Anonymous said...

The last two weeks I have been taking a Traditional Chinese Medicine elective and our teacher (native Chinese) was constantly blushing. Every time she mis-spelled or mis-pronounced something in English, her whole face turned bright pink! So yes, Asians do blush when embarassed too. At least this one did.

Marcie said...

Your blog is awesome!!!

I've been here in China for a month and I have no idea if Asian people blush, but they do giggle a lot when they are embarassed.

Anonymous said...

I dont know, maybe you simply need to speak to people about things that matter to you, things that you are fund of. In that way you can actually focus more on the topic than how you pronunciation is?

Wow Mark, how can you say written chinese is more important than spoken chinese? I know that chinese hanzi have a long history and that everyone in China can read it, but for a normal foreigner is hanzi not the most important thing in daily life. You should also remeber that the West is more than just one country.

Jonna Wibelius said...

Mark -like Emil, I am surprised by your statement. I would never, ever believe/say/think that being able to read hanzi is more important than being able to speak. Communicating is, after all, an oral thing... writing comes second. I don't even think that writing characters is that important. If I can read hanzi and speak, I am more than happy.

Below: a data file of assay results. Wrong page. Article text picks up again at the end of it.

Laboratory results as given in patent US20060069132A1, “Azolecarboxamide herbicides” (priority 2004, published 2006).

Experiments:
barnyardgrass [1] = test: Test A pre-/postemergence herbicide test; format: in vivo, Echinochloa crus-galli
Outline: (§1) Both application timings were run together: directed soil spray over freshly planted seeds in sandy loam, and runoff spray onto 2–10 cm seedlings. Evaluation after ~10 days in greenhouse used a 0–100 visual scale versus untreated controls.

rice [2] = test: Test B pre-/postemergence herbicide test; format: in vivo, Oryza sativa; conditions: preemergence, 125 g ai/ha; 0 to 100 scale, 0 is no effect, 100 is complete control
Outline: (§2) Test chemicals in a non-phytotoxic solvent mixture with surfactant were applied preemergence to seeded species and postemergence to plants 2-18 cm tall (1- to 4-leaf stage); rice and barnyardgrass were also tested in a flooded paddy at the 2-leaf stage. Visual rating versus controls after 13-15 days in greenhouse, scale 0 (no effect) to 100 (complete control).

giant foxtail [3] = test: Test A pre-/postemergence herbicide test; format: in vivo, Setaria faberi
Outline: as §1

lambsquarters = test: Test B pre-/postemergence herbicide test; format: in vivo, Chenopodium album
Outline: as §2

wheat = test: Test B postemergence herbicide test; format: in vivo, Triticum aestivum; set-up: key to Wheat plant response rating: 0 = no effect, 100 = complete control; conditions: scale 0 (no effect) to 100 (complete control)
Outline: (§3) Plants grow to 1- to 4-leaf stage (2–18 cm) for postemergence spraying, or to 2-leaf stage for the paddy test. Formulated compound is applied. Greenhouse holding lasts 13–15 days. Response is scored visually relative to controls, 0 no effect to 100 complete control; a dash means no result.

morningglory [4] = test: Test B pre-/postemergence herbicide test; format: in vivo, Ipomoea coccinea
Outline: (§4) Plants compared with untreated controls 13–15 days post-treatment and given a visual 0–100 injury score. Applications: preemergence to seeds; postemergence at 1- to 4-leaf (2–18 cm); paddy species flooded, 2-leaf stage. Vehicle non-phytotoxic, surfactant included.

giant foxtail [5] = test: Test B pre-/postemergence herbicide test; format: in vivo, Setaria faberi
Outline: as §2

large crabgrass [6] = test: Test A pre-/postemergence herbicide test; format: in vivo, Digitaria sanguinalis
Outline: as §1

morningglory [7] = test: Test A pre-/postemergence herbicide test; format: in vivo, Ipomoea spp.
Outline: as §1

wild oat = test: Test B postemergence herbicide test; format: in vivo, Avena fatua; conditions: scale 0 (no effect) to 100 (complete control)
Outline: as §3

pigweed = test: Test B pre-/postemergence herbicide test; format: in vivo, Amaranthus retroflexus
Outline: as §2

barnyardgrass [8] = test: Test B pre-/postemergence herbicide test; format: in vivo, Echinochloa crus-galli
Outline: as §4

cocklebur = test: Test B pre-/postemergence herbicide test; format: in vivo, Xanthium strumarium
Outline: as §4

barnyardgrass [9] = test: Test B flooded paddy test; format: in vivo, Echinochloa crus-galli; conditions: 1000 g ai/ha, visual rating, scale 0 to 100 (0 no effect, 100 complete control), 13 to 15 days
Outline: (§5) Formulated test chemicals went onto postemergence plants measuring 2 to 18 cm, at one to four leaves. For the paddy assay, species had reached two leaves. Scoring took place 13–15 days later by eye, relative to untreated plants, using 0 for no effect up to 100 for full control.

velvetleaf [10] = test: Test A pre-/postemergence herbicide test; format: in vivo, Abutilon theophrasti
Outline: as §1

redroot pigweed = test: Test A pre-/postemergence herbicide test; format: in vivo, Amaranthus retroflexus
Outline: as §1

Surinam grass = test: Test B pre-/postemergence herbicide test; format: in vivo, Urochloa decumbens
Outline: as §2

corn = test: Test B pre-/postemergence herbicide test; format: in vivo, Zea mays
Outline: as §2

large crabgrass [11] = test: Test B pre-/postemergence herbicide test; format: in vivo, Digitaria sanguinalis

Also, written Chinese and spoken Chinese is quite different. All of my teachers have pointed out that it's most important for us to know the spoken versions (eg. 因为。。所以 instead of 由于。。。因而) than the written.

Also, I don't really understand how you can be against 'speaking to someone in daily life just for the sake of speaking'... I don't have enough time (or patience!) to go out there and seek a specific person to discuss a specific topic. When being at a quite primary level of learning a language I believe u should take any given opportunity to practice your speech.

I don't really think the people that I speak to change their speech... I rather feel that Chinese are like: 'this is how I speak, take it or leave it' and then I can just do my best to understand. That's another reason why it is good to speak to strangers that don't know you/your level.. unlike our teachers at uni, who speaks a little bit slower than they would normally do, and who used a vocab that they know we know, a 'stranger' just speaks... regardless of what you know/don't know.